EV Dream Center helps people in need in many ways - SanTan Sun News SanTan Sun News

EV Dream Center helps people in need in many ways

July 22nd, 2022 SanTan Sun News
EV Dream Center helps people in need in many ways
Neighbors
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By Ken Sain
Staff Writer

Jovani Cedeno didn’t have to look far to find the inspiration for the nonprofit that he and his half-brother, Dan Gonzalez, started in Chandler.

It was their mother.

“I took my mom out once when we went door knocking, and she got teary because I was giving them the spiel of what we’re doing here,” Cedeno said.

“And she says, ‘Man, if someone came to my door, and told me, they’re going to pick you up from school, they’re going to feed you. You’re getting in sports, you’re doing counseling, and they’re dropping you off. I would have signed all five of you up really quick.”

Cedeno and Gonzalez started the East Valley Dream Center just before the pandemic began. Their goal was to help people get off of government assistance and to become thriving members of the community.

“So my brother and I, we grew up with inner city, Chicago, single mom and all that and welfare, public aid, Section 8, and very poor and just kind of grew up in inner city noticing how she struggled. We chose not to [get involved with] the gangs, the drugs and we wanted to grow up and do something in the community.”

Gonzalez moved to Chandler and Cedeno soon followed. They wanted to do something to help those in the community, but figured how much help was really needed in the Chandler-Gilbert area.

“But then we found [problems in] the downtown Chandler area,” Cedeno said. “And so we had to do something. So three years ago, it was him, myself and a friend, we got together in my living room and say, let’s just start a nonprofit up.”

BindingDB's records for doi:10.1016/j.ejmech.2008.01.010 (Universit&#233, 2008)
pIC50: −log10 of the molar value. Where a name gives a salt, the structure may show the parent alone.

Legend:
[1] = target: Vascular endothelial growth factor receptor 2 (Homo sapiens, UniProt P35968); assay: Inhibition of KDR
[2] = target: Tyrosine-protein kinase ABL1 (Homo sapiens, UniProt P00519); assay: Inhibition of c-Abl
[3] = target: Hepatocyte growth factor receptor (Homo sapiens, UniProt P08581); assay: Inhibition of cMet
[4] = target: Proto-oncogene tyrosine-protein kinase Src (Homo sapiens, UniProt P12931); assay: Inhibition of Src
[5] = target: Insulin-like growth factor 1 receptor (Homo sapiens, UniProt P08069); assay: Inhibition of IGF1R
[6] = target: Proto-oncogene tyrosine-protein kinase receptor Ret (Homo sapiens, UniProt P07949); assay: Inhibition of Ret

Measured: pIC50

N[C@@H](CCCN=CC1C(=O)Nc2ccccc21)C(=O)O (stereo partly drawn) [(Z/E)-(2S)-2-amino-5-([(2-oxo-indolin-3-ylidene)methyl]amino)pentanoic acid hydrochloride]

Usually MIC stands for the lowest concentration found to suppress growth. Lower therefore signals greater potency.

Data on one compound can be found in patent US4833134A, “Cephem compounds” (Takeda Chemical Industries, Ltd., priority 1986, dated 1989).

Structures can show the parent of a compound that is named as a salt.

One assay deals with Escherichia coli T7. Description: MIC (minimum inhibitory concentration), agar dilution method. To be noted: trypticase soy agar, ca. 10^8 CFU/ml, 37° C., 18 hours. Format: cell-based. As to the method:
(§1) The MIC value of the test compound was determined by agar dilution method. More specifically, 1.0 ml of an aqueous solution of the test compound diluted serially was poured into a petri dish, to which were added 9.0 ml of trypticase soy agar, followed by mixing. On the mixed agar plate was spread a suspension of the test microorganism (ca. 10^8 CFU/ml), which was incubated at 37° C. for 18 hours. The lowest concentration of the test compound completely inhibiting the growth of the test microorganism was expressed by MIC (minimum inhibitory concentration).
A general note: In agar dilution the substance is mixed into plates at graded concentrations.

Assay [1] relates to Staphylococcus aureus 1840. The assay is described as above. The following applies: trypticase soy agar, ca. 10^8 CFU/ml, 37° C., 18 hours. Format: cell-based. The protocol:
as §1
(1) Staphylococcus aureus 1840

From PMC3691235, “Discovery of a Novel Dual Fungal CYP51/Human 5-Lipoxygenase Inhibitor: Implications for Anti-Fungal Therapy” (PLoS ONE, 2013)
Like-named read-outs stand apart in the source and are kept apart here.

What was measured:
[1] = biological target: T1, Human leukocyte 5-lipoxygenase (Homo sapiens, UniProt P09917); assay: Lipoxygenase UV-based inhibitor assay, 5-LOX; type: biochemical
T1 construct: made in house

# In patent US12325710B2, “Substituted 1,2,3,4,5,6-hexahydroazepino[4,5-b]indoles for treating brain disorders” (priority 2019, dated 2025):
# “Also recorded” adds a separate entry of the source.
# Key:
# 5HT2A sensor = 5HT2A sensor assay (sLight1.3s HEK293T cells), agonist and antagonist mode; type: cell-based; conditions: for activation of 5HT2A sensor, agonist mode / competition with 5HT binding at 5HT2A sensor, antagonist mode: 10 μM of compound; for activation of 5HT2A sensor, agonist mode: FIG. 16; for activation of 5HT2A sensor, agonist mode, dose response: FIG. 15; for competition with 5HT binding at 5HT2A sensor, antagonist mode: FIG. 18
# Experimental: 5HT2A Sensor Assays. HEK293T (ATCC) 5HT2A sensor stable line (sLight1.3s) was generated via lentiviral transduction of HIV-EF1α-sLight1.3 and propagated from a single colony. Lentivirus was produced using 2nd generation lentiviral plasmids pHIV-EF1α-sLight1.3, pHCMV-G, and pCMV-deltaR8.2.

They went to Costco and bought some food and then went to a park to hand it out to folks in need.

“It kind of grew from there,” Cedeno said.

They were soon hosting block parties in parks and attendance was growing. But then the pandemic struck and the Centers for Disease Control and Prevention said block parties were no longer a good idea.

“But we didn’t want to stop,” Cedeno said. “So, we kind of went back to the drawing board.”

They decided to knock on doors, mostly in public housing complexes.

“It was incredible,” he said. “We got to know these families.”

All of this was before they qualified for any grants, so they were managing on about $1,000 a month in donations. The door knocking became so successful, they now are getting grants and are much more sophisticated in what they offer.

First, they have their own app. It allows the people they help to let them know what household goods they need and which they don’t.

They also have a center on Pecos Road where they hold financial literacy courses, teaching people how to manage their money. They pay people who attend the four courses to encourage them to stick with it.

The East Valley Dream Center also gets to know the children, and develops programs for them. There are classes during the week, and then group outings, including going to see a movie.

The City of Chandler recently awarded a block grant of $10,000 to the East Valley Dream Center.

They have become such an important part of the community, Cedeno says the schools will often call them when there is a problem with one of the students in their program.

“When the school has a hard time, they contact us saying, ‘Can you really go knock on the door, because they don’t trust the individual on our end.’ And so that’s a service we’re taking pride in.”

Cedeno says he is proud of how the nonprofit that he and his brother started has grown. He’s also proud that the children in their program can look at him and see a Latino man with tattoos is able to succeed and give back to his community.

And they may have the coronavirus pandemic to thank for their growth.

“You know, if it wasn’t for that, we still would have been doing the block parties and all that,” he said.

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